Next was the NJ 7s hosted by P.A.C. We played Old Blue 2 in the first round robin game and drew them, 12-12. We were supposed to play Jamaica next, but they didn’t show, so we were granted passage to the Cup semis and would play Old Blue 2 again for seeding. We lost that game, 17-12, but it was on a last-second try, and I think we matched them really well. Could have gone either way.
P.A.C. arranged that they would have a very soft schedule in the round robin, so they had top seeding and once again played us in the Cup semis. I wish that I could say that it was a game like the one at Monmouth, where we were probably better but let it get away from us, but this time they just beat us. They were aggressive on D and we couldn’t cope, and we definitely couldn’t defend their punches — 33-7 final, I think. Rich played well throughout the tournament, as did Dane, in limited time.
Hell Gate, July 27
Our home tournament, which Rich Gallina and Angela Corpus did a great job organizing. Just eight teams in the Empire division, and the Lions were in a pool with Bayonne, Brooklyn and NYRC. Bayonne and Brooklyn are new to us, though Bayonne has generally been a punching bag this summer, while Brooklyn has been respectable. NYRC we’ve played a couple of times now, and they’ve never troubled us. So the pool looks winnable.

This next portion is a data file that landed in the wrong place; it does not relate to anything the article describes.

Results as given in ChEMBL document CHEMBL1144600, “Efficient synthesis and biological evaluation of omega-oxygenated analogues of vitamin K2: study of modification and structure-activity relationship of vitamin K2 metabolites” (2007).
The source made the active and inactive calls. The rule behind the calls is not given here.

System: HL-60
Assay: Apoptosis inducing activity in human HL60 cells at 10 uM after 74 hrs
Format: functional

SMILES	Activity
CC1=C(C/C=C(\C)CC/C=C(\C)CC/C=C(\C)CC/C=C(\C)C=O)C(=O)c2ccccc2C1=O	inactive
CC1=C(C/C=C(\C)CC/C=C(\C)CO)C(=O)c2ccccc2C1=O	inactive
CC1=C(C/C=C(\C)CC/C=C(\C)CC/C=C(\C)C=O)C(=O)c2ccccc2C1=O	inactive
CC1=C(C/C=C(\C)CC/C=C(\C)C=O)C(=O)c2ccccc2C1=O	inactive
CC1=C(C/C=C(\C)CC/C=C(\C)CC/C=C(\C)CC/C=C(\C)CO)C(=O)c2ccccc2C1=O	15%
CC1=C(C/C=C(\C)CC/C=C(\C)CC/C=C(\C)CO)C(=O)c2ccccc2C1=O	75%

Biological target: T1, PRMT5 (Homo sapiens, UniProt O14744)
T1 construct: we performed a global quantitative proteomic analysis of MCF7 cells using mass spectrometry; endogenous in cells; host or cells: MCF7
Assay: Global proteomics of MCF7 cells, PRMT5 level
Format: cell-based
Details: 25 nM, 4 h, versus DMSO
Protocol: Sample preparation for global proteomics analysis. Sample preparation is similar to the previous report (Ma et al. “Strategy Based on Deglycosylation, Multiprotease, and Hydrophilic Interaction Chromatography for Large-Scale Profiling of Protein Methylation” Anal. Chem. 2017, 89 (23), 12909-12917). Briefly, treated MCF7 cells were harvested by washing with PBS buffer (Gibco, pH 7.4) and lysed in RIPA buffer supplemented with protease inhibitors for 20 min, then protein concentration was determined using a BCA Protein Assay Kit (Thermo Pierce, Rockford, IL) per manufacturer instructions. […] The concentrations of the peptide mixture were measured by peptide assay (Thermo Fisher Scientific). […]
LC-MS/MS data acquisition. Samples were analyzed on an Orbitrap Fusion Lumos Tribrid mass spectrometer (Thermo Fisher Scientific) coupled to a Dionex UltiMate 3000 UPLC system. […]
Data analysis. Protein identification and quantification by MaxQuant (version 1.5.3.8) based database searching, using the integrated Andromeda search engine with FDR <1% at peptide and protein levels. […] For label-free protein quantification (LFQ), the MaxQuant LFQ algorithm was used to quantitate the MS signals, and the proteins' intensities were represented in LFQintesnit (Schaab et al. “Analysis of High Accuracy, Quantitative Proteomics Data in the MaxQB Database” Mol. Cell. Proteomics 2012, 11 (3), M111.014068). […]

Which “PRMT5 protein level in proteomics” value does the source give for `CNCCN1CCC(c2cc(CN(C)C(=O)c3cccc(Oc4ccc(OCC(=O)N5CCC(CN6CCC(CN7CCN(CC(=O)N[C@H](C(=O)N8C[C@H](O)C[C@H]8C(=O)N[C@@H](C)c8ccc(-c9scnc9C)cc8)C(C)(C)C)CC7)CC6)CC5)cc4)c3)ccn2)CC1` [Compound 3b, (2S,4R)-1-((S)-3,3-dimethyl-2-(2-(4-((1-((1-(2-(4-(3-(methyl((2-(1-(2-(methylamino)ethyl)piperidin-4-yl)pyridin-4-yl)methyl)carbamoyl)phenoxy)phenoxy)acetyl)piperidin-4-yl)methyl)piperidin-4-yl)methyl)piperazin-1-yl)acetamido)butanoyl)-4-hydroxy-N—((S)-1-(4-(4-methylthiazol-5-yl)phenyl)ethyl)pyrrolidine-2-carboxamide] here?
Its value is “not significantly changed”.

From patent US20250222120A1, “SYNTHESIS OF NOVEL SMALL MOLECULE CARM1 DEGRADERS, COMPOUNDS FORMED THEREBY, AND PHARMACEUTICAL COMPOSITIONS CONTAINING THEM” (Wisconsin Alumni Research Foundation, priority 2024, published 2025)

We start our day against Bayonne, and as expected, the game goes very smoothly. We finish with a 26-0 win thanks to a couple of tries by Joe Karlin, and another on a run by Dave Peer. Brooklyn is our next match, and this goes poorly — a 17-0 loss — but we were very close to breaking it open, and just made critical errors at the wrong time. We’ll need to beat NYRC to move on.
This game starts reassuringly, and after Cook goes three-quarters of the field to give us a 21-0 lead at the beginning of the second half, we’re feeling fine. Somehow the final score was 21-19, and I’m still not sure how that happened … sloppy play, I suppose. Penalties. So it’s a win, but it feels like a loss, and we’re not feeling great about ourselves considering that we’ve advanced to the Cup semis.